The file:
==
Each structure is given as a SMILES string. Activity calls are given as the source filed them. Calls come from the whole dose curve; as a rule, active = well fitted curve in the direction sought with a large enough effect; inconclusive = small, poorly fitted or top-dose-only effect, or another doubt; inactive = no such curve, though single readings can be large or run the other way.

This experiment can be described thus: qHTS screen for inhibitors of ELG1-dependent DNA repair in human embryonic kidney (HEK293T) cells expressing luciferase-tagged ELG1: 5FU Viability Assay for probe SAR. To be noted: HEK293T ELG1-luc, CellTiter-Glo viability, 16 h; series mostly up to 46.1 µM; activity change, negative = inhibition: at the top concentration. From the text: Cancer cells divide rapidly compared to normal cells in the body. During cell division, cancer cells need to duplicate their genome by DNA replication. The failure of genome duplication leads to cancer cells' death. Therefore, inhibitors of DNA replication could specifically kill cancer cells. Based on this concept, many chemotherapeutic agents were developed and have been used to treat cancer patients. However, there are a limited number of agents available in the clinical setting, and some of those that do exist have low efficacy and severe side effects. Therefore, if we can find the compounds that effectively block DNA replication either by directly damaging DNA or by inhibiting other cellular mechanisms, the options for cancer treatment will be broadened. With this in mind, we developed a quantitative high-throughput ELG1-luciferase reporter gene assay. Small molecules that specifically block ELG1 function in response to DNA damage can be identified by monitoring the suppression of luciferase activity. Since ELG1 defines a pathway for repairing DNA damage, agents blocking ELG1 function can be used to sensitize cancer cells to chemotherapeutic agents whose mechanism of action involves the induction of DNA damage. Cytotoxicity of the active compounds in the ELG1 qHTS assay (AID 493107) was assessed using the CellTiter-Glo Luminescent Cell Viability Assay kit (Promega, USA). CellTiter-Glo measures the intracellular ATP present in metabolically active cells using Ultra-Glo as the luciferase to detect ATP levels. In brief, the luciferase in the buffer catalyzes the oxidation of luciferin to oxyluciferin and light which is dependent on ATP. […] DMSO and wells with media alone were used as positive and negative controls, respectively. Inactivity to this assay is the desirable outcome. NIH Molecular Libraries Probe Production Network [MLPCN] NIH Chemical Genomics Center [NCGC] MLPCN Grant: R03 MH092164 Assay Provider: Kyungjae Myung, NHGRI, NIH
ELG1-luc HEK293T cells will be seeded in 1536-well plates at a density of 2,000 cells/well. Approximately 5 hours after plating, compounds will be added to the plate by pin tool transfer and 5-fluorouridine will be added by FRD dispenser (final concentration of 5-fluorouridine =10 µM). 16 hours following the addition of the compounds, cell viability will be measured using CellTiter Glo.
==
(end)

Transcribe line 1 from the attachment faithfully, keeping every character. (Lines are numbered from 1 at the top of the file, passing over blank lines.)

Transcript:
Each structure is given as a SMILES string. Activity calls are given as the source filed them. Calls come from the whole dose curve; as a rule, active = well fitted curve in the direction sought with a large enough effect; inconclusive = small, poorly fitted or top-dose-only effect, or another doubt; inactive = no such curve, though single readings can be large or run the other way.